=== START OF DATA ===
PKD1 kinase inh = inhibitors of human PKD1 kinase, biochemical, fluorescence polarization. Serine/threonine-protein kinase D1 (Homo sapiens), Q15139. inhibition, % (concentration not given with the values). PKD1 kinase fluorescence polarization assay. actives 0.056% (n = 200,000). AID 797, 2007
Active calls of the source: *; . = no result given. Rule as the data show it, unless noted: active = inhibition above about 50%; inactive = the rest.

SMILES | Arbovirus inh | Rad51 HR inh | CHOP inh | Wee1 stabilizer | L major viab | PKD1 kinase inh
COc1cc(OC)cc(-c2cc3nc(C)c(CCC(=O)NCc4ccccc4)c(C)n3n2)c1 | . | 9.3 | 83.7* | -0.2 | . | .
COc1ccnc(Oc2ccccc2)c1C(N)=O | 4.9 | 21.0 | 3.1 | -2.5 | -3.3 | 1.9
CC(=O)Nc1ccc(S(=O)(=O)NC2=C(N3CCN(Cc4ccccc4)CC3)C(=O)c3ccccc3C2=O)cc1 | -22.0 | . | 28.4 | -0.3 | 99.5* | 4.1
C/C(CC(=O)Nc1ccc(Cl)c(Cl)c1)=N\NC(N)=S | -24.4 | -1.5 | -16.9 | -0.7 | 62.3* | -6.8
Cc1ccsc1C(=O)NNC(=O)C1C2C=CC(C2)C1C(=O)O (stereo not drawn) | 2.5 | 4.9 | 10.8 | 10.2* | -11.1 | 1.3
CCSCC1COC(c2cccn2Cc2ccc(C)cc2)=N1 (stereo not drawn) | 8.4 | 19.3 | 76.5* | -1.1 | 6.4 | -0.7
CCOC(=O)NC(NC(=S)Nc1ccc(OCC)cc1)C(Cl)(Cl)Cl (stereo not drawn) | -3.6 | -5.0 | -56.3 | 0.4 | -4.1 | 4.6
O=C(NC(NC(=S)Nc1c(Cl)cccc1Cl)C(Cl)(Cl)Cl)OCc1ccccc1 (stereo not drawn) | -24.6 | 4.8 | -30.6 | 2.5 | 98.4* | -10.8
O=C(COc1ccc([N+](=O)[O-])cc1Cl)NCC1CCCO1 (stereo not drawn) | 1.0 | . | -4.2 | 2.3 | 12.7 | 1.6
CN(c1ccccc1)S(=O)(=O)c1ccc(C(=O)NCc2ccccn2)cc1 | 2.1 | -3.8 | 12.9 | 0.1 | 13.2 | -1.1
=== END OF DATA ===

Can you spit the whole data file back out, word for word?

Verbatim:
PKD1 kinase inh = inhibitors of human PKD1 kinase, biochemical, fluorescence polarization. Serine/threonine-protein kinase D1 (Homo sapiens), Q15139. inhibition, % (concentration not given with the values). PKD1 kinase fluorescence polarization assay. actives 0.056% (n = 200,000). AID 797, 2007
Active calls of the source: *; . = no result given. Rule as the data show it, unless noted: active = inhibition above about 50%; inactive = the rest.

SMILES | Arbovirus inh | Rad51 HR inh | CHOP inh | Wee1 stabilizer | L major viab | PKD1 kinase inh
COc1cc(OC)cc(-c2cc3nc(C)c(CCC(=O)NCc4ccccc4)c(C)n3n2)c1 | . | 9.3 | 83.7* | -0.2 | . | .
COc1ccnc(Oc2ccccc2)c1C(N)=O | 4.9 | 21.0 | 3.1 | -2.5 | -3.3 | 1.9
CC(=O)Nc1ccc(S(=O)(=O)NC2=C(N3CCN(Cc4ccccc4)CC3)C(=O)c3ccccc3C2=O)cc1 | -22.0 | . | 28.4 | -0.3 | 99.5* | 4.1
C/C(CC(=O)Nc1ccc(Cl)c(Cl)c1)=N\NC(N)=S | -24.4 | -1.5 | -16.9 | -0.7 | 62.3* | -6.8
Cc1ccsc1C(=O)NNC(=O)C1C2C=CC(C2)C1C(=O)O (stereo not drawn) | 2.5 | 4.9 | 10.8 | 10.2* | -11.1 | 1.3
CCSCC1COC(c2cccn2Cc2ccc(C)cc2)=N1 (stereo not drawn) | 8.4 | 19.3 | 76.5* | -1.1 | 6.4 | -0.7
CCOC(=O)NC(NC(=S)Nc1ccc(OCC)cc1)C(Cl)(Cl)Cl (stereo not drawn) | -3.6 | -5.0 | -56.3 | 0.4 | -4.1 | 4.6
O=C(NC(NC(=S)Nc1c(Cl)cccc1Cl)C(Cl)(Cl)Cl)OCc1ccccc1 (stereo not drawn) | -24.6 | 4.8 | -30.6 | 2.5 | 98.4* | -10.8
O=C(COc1ccc([N+](=O)[O-])cc1Cl)NCC1CCCO1 (stereo not drawn) | 1.0 | . | -4.2 | 2.3 | 12.7 | 1.6
CN(c1ccccc1)S(=O)(=O)c1ccc(C(=O)NCc2ccccn2)cc1 | 2.1 | -3.8 | 12.9 | 0.1 | 13.2 | -1.1